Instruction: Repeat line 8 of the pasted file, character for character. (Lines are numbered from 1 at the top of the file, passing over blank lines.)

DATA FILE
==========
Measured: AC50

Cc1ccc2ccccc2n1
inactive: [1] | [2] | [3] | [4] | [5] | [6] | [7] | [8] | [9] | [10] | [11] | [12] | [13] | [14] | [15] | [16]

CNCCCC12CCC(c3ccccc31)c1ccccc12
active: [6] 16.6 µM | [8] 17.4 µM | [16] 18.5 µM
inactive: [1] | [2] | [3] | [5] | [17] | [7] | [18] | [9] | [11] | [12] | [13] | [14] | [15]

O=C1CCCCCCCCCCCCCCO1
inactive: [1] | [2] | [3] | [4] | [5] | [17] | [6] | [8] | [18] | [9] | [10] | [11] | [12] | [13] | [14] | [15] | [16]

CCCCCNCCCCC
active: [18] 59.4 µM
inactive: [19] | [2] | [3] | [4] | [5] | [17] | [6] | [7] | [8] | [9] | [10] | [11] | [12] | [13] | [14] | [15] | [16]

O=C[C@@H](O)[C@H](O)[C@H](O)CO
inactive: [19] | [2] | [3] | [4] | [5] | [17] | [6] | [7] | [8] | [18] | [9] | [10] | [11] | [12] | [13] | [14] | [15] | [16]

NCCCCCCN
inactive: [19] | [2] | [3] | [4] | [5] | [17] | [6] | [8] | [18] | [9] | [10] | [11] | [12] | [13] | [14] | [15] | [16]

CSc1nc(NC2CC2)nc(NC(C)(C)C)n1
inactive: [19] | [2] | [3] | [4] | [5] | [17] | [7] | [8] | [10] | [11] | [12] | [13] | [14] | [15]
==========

inactive: [1] | [2] | [3] | [4] | [5] | [17] | [6] | [8] | [18] | [9] | [10] | [11] | [12] | [13] | [14] | [15] | [16]